Alteration of Nipple and Areola Sensitivity by Reduction Mammaplasty: A Prospective Comparison of Five Techniques : Plastic and Reconstructive Surgery

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Alteration of Nipple and Areola Sensitivity by Reduction Mammaplasty: A Prospective Comparison of Five Techniques

Schlenz, Ingrid M.D.; Rigel, Sandra M.D.; Schemper, Michael M.D., Ph.D.; Kuzbari, Rafic M.D., Ph.D.

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Plastic and Reconstructive Surgery 115(3):p 743-751, March 2005. | DOI: 10.1097/01.PRS.0000152435.03538.43


The preservation of the sensitivity of the nipple-areola complex after reduction mammaplasty is an important goal. The authors performed this prospective study to accurately assess whether sensitivity changes are influenced by the weight of resection or the surgical technique. Eighty patients who underwent bilateral breast reduction (Lassus, 10 patients; Lejour, 13 patients; McKissock, 18 patients; Würinger, 20 patients; and Georgiade, 19 patients) were tested for sensitivity changes of the nipple and cardinal points of the areola with Semmes-Weinstein monofilaments before surgery, at 3 weeks, and at 3, 6, and 12 months after surgery. Patient characteristics (age, body mass index, and preoperative sensitivity) were statistically similar in all groups. The mean resection weight was significantly smaller in the Lassus (540 g) and the Lejour groups (390 g) than in the Georgiade group (935 g). The sensitivity of the nipple and the inferior and lateral part of the areola was significantly lower after a superior pedicle technique (Lassus and Lejour) than after any other technique at 3 weeks and at 3, 6, and 12 months postoperatively. Insensate nipples and areolas were found only after breast reductions with the Lassus and the Lejour techniques (47.8 percent). Nipple sensitivity after breast reduction by the other techniques was unchanged (Würinger, McKissock, and Georgiade) or sometimes even improved (Georgiade) as early as 3 weeks postoperatively. Changes in nipple and areola sensitivity after reduction mammaplasty depend on the surgical technique rather than the weight of resection. Superior glandular pedicle techniques that require tissue resections at the base of the breast are associated with a higher risk of injury to the nerve branches innervating the nipple-areola complex.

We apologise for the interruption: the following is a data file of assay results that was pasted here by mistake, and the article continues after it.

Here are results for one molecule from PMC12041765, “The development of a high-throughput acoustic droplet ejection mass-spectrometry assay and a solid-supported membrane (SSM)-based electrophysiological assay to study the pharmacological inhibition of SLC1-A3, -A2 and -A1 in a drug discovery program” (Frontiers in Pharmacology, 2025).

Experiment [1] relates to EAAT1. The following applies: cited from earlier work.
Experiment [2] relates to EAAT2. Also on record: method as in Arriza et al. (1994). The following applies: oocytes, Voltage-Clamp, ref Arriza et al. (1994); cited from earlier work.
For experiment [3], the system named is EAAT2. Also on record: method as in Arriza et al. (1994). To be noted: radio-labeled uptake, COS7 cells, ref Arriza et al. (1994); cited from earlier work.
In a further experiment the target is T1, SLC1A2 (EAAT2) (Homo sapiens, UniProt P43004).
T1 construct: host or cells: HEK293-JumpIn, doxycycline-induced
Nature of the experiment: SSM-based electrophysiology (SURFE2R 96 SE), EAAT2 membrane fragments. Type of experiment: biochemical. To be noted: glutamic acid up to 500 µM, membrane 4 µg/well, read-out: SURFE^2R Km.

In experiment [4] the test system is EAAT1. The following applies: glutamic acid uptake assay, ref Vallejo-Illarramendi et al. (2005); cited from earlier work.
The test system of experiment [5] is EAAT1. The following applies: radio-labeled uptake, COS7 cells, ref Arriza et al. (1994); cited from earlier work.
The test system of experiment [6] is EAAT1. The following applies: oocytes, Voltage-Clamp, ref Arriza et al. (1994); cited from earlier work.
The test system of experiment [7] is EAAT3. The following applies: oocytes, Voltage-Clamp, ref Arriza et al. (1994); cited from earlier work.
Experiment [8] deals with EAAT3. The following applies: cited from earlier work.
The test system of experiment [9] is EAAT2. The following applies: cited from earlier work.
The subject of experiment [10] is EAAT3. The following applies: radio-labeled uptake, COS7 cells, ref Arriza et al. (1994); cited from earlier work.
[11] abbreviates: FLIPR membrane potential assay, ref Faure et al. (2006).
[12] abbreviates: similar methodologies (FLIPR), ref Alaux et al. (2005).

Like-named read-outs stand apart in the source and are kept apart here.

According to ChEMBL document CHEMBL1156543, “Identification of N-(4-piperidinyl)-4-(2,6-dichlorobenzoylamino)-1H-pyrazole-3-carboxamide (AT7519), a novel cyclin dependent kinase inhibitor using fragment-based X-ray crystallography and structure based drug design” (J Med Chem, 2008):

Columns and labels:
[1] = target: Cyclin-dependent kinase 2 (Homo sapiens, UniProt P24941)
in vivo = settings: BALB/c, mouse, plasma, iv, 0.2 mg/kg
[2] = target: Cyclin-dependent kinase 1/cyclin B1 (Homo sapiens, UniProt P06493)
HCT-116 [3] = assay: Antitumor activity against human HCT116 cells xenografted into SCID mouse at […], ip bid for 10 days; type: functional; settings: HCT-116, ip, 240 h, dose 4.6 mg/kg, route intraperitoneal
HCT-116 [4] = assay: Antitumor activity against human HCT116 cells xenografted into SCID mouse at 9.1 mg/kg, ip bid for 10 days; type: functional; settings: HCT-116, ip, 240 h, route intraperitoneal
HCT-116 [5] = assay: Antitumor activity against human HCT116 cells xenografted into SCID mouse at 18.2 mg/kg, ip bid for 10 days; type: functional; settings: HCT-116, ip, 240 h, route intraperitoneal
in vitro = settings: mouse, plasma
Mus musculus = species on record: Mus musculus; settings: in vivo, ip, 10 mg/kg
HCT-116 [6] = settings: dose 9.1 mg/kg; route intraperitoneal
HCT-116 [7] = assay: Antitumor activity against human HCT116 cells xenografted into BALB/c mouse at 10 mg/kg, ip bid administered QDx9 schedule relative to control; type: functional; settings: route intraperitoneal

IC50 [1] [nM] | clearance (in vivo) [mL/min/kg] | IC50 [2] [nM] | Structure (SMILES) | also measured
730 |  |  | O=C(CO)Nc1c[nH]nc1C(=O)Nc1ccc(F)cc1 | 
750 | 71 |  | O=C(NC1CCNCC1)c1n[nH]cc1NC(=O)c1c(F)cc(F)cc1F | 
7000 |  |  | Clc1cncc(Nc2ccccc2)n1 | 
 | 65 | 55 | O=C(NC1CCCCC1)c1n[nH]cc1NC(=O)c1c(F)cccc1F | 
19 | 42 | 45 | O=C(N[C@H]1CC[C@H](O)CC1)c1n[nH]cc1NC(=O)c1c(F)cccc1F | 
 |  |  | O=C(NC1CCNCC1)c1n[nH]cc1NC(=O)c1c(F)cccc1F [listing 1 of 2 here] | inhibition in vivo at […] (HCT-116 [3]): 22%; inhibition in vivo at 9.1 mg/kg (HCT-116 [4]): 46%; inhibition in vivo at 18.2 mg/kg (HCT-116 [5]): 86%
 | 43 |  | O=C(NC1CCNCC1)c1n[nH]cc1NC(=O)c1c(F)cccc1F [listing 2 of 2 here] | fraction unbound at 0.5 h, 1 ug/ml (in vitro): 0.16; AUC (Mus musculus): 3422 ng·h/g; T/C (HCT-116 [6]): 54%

©2005American Society of Plastic Surgeons

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